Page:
Today in Philly Sports History: O'Brien-Led Eagles Lose First Ever Televised Pro Football Game

Today in Philly Sports History: O'Brien-Led Eagles Lose First Ever Televised Pro Football Game

The Eagles are off this week, hopefully figuring out a way to make the post-bye portion of the season resemble what we were all hoping for in 2011. As a result of the bye, it's a pretty slow weekend in Philly sports, with the Flyers the only team in action when they face-off against the Blues later tonight. More on that and the day in college football later, but for now, a look waaaay back at some Eagles, pro football, and television history.

It was on this date, October 22, in 1939, that a pro football game was first televised. The Eagles played (and lost to) the Brooklyn Dodgers at Ebbets Field, 23-14. More on the game and the 'back' who threw a touchdown for the Birds below.

This post at the official site of the Pro Football Hall of Fame has some pretty cool stuff on the first televised game, including that only about 500 people in New York likely saw it, given that most people didn't have TVs at the time. This Football Digest article, archived at ProFootballResearchers, has that number at 1,000 sets. Others watched it on monitors at the World's Fair in New York (which has a whole new meaning to me after reading Devil In The White City).

Parts of the telecast had to be dumped to radio due to lighting issues—natural lighting issues—obscuring the picture. Considering I'll be spending at least some of my bye week Sunday watching every scoring play around the league, as it happens, on NFL Red Zone in HD, I'd say the telecasts have in some respects come along way. Then, of course, there's the Fox robot still being around, now complete with its own twitter account. Sometimes I think I'd prefer blinding sunlight and a radio broadcast to a robot with its body parts highlighted to illustrate where Michael Vick has sustained injuries this season, as if "hand" and "finger" are some obscure medical terms best explained to Americans using glowing pink on a robot model.

To the game itself, the Football Digest article is worth a read, if for no other reason than to wish we still had players named Pug, Ace, and Bruiser on the field. That and there was a guy smaller than me throwing passes for the Eagles, and he was exceptionally good. Davey O'Brien, listed at 5-7, 150 lbs, threw a touchdown pass for the Birds that day. O'Brien, the namesake of college football's Davey O'Brien Award, was drafted by the Eagles earlier that year after winning the Heisman Trophy, Maxwell Award, and Walter Camp Award at TCU. He went on to break a passing record and be named to the Pro Bowl in his rookie season. In another sign of very different times and the relative prestige of football stardom, O'Brien left the game after the 1940 season to join the FBI.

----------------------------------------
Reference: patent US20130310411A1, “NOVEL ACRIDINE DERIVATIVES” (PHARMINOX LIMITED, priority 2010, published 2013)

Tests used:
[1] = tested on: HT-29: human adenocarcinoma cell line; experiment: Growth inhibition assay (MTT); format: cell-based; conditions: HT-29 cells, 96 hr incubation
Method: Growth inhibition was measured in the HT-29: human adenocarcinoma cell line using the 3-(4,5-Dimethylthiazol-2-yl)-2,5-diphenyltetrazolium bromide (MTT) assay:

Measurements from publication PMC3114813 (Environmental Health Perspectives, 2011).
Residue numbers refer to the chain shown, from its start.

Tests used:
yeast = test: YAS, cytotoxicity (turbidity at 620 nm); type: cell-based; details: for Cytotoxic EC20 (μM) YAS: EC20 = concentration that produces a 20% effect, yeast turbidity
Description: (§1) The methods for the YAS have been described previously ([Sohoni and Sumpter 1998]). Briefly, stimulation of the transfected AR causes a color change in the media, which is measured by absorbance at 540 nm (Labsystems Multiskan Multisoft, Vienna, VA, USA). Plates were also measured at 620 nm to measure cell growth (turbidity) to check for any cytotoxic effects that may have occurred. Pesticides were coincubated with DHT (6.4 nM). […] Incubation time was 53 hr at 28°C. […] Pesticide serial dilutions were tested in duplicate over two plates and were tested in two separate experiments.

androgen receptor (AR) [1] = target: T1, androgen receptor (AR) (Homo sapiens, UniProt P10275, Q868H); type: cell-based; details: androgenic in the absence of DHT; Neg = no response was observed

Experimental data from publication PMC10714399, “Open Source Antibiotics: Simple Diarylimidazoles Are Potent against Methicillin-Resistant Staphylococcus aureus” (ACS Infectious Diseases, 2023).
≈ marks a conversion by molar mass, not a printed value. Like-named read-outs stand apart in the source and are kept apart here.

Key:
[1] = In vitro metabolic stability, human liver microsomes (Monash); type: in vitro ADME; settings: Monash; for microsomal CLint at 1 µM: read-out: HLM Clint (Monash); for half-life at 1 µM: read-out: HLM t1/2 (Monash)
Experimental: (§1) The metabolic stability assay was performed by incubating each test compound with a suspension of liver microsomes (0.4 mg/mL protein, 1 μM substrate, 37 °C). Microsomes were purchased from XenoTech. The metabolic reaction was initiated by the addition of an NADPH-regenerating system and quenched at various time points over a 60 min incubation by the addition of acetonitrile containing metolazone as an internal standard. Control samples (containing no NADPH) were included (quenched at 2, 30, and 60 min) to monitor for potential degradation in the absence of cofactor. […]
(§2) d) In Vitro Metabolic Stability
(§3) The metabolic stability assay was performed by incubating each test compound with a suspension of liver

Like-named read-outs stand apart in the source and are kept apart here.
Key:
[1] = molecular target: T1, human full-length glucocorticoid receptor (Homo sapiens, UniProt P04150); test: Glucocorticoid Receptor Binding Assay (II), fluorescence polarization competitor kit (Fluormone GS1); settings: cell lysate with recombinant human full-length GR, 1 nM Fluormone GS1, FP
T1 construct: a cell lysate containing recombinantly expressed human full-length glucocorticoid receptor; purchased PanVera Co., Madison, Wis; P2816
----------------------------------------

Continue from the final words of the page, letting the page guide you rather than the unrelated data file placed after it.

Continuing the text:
Here's a look at O'Brien in action, not in that first televised game, but in his final day as an Eagle in 1940:

Vince Young won the O'Brien Award in 2005, and Cam Newton won it in 2010.

You can read more about O'Brien and the first televised game in Les Bowen's new Eagles Illustrated History book, reviewed by Kulp here.

As Eagles enter bye, Doug Pederson aims to thwart complacency

As Eagles enter bye, Doug Pederson aims to thwart complacency

The Eagles are 3-0. They’re alone atop the NFC East and have been the biggest surprise of the young NFL season.

Doug Pederson’s message to his team: You haven’t done anything yet.

Although the Eagles are riding high, Pederson doesn’t want his team to change its outlook or hard work. That’s what teams have to worry about once they’ve found some success.

“The biggest thing is complacency,” Pederson said Monday. “You think you've arrived. You think you are all that. When that creeps in, that's when you get beat. It's my job not to let that creep in. I've got to keep the guys focused and grounded. I told them this week they're going to travel and go home and people are going to pat them on the back and say how great they are.

“But next Monday, I'm going to tell them, ‘Hey, we're back to work. We're 0-0. This is Game 1 and let's go.’ That's just the way it has to be. You are building for one ultimate goal and that's a few weeks down the road. That's what you are trying to get to. But you can't get there unless you take care of the next opponent. It's my job to keep them focused that way.”

Being 3-0 (they’re one of five 3-0 teams) gives the Eagles a head start, but it certainly doesn’t guarantee them a playoff spot. This is the ninth 3-0 start in franchise history. They’ve made the playoffs just five times in the previous eight. And they recently missed the playoffs after starting 3-0 in 2014 under Chip Kelly.

In NFL history (before this season), there have been 276 teams to start with 3-0 records. Of them, 200 (72.3 percent) have made the playoffs.